Science Fair Project Encyclopedia
Ultrasound is sound with a frequency greater than the upper limit of human hearing, approximately 20 kilohertz. Some animals, such as dogs, dolphins, and bats, have an upper limit that is greater than that of the human ear and thus can hear ultrasound.
Ultrasound has industrial and medical applications. Medical ultrasonography can visualise muscle and soft tissue, making them useful for scanning the organs, and obstetric ultrasonography is commonly used during pregnancy. Typical diagnostic ultrasound scanners operate in the frequency range of 2 to 13 megahertz. More powerful ultrasound sources may be used to generate local heating in biological tissue, with applications in physical therapy and cancer treatment. Focused ultrasound sources may be used to break up kidney stones.
Ultrasonic cleaners, sometimes called supersonic cleaners, are used at frequencies from 20-40 kHz for jewellery, lenses and other optical parts, watches, dental instruments , surgical instruments and industrial parts. The main mechanism for cleaning action in an ultrasonic cleaner is actually the energy released from the collapse of millions of microscopic cavitation events occurring in the liquid of the cleaner. Home cleaners are available and costs range from approximately US $100.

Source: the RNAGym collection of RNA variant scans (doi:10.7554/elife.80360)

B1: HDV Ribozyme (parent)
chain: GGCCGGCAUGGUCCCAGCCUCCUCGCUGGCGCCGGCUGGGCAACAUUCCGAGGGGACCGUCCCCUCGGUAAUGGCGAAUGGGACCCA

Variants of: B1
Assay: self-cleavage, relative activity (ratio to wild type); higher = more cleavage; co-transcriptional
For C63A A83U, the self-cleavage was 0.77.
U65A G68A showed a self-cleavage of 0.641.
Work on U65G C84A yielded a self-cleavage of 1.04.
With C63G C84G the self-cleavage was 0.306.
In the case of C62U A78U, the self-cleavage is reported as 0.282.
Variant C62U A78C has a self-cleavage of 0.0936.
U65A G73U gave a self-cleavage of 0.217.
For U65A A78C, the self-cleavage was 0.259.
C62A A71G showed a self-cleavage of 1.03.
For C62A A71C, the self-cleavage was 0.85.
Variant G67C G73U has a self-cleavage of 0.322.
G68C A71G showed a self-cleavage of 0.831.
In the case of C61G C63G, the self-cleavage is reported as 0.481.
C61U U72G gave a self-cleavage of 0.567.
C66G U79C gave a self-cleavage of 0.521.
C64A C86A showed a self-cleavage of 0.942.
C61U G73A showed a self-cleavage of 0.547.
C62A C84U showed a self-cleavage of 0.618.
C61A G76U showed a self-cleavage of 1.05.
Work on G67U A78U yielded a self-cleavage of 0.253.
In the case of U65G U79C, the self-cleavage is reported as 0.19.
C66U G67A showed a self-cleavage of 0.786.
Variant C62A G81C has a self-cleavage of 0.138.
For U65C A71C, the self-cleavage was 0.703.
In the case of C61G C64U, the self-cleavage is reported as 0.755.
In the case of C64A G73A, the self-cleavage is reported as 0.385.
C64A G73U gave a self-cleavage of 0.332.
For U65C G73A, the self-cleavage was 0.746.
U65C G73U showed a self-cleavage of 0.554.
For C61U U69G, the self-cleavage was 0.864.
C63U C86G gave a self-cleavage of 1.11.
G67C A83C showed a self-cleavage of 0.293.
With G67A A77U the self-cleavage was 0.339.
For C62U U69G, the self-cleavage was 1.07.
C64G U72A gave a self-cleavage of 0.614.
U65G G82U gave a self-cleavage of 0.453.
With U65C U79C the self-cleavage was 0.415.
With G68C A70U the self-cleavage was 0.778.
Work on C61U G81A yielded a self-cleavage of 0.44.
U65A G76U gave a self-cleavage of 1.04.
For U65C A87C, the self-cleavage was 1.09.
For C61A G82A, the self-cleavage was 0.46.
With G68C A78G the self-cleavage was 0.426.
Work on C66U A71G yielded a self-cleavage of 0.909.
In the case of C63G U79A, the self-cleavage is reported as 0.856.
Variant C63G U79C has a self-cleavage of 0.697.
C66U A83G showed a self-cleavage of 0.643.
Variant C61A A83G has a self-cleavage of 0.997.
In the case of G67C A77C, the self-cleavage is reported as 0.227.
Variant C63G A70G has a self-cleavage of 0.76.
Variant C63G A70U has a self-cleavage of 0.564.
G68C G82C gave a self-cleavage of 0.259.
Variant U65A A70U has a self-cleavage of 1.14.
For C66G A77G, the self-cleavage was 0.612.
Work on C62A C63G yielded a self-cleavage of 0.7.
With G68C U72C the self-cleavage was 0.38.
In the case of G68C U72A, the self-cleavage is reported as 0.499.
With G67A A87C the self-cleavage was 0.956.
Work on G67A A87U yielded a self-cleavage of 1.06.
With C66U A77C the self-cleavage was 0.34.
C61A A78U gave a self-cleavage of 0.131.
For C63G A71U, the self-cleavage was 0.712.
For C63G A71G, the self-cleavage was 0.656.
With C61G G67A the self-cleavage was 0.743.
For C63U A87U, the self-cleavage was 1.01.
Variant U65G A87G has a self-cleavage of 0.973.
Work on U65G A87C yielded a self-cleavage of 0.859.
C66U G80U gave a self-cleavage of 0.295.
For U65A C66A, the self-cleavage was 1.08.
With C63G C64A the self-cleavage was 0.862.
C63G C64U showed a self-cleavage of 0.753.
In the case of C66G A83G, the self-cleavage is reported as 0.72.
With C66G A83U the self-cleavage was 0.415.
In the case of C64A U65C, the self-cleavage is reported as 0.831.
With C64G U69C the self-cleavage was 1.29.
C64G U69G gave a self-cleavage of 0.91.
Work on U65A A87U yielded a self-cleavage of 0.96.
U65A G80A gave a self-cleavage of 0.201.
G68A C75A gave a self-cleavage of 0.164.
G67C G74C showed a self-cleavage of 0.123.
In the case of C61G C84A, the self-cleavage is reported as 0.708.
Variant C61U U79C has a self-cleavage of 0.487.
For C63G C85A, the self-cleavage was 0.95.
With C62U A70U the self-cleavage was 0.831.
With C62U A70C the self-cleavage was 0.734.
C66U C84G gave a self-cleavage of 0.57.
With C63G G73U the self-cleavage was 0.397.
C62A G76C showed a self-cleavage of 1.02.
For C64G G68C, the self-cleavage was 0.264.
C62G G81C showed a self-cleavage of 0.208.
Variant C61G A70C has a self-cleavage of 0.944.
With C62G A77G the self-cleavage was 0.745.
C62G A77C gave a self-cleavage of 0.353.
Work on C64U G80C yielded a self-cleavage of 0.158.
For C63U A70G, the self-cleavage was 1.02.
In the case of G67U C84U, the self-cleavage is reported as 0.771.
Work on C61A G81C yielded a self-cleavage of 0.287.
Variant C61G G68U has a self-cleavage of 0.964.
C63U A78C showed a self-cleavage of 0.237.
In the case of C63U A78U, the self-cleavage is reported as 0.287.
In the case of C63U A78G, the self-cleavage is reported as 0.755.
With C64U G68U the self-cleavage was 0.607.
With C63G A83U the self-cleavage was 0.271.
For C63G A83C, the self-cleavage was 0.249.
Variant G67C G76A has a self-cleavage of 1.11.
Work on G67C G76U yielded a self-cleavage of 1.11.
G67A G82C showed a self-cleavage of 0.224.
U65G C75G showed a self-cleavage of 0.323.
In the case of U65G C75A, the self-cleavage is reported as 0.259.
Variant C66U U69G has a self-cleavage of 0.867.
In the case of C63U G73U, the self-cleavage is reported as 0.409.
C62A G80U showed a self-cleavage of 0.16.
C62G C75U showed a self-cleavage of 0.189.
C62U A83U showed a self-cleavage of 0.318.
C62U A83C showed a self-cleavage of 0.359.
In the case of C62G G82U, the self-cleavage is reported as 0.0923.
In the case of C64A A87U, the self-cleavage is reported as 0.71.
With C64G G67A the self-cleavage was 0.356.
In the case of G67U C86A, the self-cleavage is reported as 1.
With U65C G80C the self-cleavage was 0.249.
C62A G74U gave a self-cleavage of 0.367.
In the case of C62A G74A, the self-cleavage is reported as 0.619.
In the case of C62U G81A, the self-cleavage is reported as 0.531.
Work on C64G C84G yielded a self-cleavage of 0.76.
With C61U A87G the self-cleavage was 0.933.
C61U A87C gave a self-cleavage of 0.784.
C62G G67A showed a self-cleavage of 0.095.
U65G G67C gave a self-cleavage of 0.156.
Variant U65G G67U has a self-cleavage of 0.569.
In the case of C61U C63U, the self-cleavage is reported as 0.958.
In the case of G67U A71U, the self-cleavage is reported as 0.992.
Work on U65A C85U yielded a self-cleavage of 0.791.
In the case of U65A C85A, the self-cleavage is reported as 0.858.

Ultrasound generator/speaker systems are sold with claims that they frighten away rodents and insects, but there is no scientific evidence that the devices work; controlled tests have shown that rodents quickly learn that the speakers are harmless.
- Dog whistle
- Infrasound (sound at extremely low frequencies)
- Pelvic ultrasound
- Ultrasound weapons
- Gravis Ultrasound
- Radiology Web Site Directory
- Ultrasound Job Outlooks
- Radiology Resources for Students and Professionals
- Medical Engineer - Clinical Ultrasound for Blood Flow
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